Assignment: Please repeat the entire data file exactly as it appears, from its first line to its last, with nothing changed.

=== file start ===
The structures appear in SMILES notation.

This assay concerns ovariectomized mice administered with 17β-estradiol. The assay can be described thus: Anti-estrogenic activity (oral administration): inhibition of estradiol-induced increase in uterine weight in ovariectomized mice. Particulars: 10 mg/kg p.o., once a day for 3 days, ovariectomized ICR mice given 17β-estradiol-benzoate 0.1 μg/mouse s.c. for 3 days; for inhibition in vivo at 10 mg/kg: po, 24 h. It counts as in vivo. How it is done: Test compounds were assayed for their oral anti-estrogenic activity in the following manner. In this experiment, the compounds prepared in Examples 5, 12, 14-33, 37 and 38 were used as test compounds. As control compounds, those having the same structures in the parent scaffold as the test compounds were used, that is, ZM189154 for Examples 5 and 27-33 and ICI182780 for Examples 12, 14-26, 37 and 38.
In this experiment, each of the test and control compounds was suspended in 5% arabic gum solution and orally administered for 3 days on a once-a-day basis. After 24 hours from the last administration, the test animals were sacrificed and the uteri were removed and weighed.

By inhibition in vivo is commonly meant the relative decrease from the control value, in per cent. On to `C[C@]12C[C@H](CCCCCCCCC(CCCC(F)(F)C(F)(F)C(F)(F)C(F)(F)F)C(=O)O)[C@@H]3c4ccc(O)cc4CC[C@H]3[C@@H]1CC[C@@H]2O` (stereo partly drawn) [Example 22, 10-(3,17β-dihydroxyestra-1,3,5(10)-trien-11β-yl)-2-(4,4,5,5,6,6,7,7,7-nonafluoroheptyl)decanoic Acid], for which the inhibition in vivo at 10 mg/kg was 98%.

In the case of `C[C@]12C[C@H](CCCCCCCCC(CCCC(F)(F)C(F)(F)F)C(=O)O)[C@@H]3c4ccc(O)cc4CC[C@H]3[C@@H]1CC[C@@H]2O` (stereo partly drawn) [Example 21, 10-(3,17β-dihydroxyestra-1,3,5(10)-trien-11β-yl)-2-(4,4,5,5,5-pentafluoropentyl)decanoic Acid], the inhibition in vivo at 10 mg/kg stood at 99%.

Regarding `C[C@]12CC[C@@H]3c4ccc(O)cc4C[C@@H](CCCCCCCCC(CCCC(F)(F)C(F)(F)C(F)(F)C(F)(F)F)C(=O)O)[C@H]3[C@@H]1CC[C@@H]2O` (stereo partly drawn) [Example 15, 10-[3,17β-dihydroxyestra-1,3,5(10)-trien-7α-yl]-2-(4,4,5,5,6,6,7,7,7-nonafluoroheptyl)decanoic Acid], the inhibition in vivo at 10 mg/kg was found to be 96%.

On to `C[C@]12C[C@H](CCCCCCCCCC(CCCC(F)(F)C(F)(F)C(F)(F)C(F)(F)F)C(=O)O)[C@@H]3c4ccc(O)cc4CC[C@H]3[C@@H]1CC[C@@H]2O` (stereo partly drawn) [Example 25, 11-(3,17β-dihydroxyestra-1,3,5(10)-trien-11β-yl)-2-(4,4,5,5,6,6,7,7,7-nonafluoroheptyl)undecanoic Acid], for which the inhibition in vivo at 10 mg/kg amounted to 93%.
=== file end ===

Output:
The structures appear in SMILES notation.

This assay concerns ovariectomized mice administered with 17β-estradiol. The assay can be described thus: Anti-estrogenic activity (oral administration): inhibition of estradiol-induced increase in uterine weight in ovariectomized mice. Particulars: 10 mg/kg p.o., once a day for 3 days, ovariectomized ICR mice given 17β-estradiol-benzoate 0.1 μg/mouse s.c. for 3 days; for inhibition in vivo at 10 mg/kg: po, 24 h. It counts as in vivo. How it is done: Test compounds were assayed for their oral anti-estrogenic activity in the following manner. In this experiment, the compounds prepared in Examples 5, 12, 14-33, 37 and 38 were used as test compounds. As control compounds, those having the same structures in the parent scaffold as the test compounds were used, that is, ZM189154 for Examples 5 and 27-33 and ICI182780 for Examples 12, 14-26, 37 and 38.
In this experiment, each of the test and control compounds was suspended in 5% arabic gum solution and orally administered for 3 days on a once-a-day basis. After 24 hours from the last administration, the test animals were sacrificed and the uteri were removed and weighed.

By inhibition in vivo is commonly meant the relative decrease from the control value, in per cent. On to `C[C@]12C[C@H](CCCCCCCCC(CCCC(F)(F)C(F)(F)C(F)(F)C(F)(F)F)C(=O)O)[C@@H]3c4ccc(O)cc4CC[C@H]3[C@@H]1CC[C@@H]2O` (stereo partly drawn) [Example 22, 10-(3,17β-dihydroxyestra-1,3,5(10)-trien-11β-yl)-2-(4,4,5,5,6,6,7,7,7-nonafluoroheptyl)decanoic Acid], for which the inhibition in vivo at 10 mg/kg was 98%.

In the case of `C[C@]12C[C@H](CCCCCCCCC(CCCC(F)(F)C(F)(F)F)C(=O)O)[C@@H]3c4ccc(O)cc4CC[C@H]3[C@@H]1CC[C@@H]2O` (stereo partly drawn) [Example 21, 10-(3,17β-dihydroxyestra-1,3,5(10)-trien-11β-yl)-2-(4,4,5,5,5-pentafluoropentyl)decanoic Acid], the inhibition in vivo at 10 mg/kg stood at 99%.

Regarding `C[C@]12CC[C@@H]3c4ccc(O)cc4C[C@@H](CCCCCCCCC(CCCC(F)(F)C(F)(F)C(F)(F)C(F)(F)F)C(=O)O)[C@H]3[C@@H]1CC[C@@H]2O` (stereo partly drawn) [Example 15, 10-[3,17β-dihydroxyestra-1,3,5(10)-trien-7α-yl]-2-(4,4,5,5,6,6,7,7,7-nonafluoroheptyl)decanoic Acid], the inhibition in vivo at 10 mg/kg was found to be 96%.

On to `C[C@]12C[C@H](CCCCCCCCCC(CCCC(F)(F)C(F)(F)C(F)(F)C(F)(F)F)C(=O)O)[C@@H]3c4ccc(O)cc4CC[C@H]3[C@@H]1CC[C@@H]2O` (stereo partly drawn) [Example 25, 11-(3,17β-dihydroxyestra-1,3,5(10)-trien-11β-yl)-2-(4,4,5,5,6,6,7,7,7-nonafluoroheptyl)undecanoic Acid], for which the inhibition in vivo at 10 mg/kg amounted to 93%.